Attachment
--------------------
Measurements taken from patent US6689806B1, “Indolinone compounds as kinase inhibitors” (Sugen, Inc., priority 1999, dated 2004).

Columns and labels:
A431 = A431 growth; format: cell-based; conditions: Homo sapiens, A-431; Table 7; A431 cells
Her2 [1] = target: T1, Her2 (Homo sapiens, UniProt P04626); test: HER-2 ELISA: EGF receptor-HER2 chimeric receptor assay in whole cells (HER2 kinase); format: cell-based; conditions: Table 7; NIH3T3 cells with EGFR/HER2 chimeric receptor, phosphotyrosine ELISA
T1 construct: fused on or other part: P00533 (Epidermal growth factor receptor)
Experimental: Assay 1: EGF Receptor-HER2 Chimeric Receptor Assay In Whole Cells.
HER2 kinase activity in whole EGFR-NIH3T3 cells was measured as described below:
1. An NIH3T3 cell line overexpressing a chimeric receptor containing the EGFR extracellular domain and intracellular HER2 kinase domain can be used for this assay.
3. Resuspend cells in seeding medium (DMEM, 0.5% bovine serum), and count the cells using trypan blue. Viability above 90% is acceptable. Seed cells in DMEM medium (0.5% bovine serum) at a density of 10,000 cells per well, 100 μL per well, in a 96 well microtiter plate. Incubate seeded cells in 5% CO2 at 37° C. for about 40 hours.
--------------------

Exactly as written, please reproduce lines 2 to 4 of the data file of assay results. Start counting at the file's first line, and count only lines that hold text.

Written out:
Columns and labels:
A431 = A431 growth; format: cell-based; conditions: Homo sapiens, A-431; Table 7; A431 cells
Her2 [1] = target: T1, Her2 (Homo sapiens, UniProt P04626); test: HER-2 ELISA: EGF receptor-HER2 chimeric receptor assay in whole cells (HER2 kinase); format: cell-based; conditions: Table 7; NIH3T3 cells with EGFR/HER2 chimeric receptor, phosphotyrosine ELISA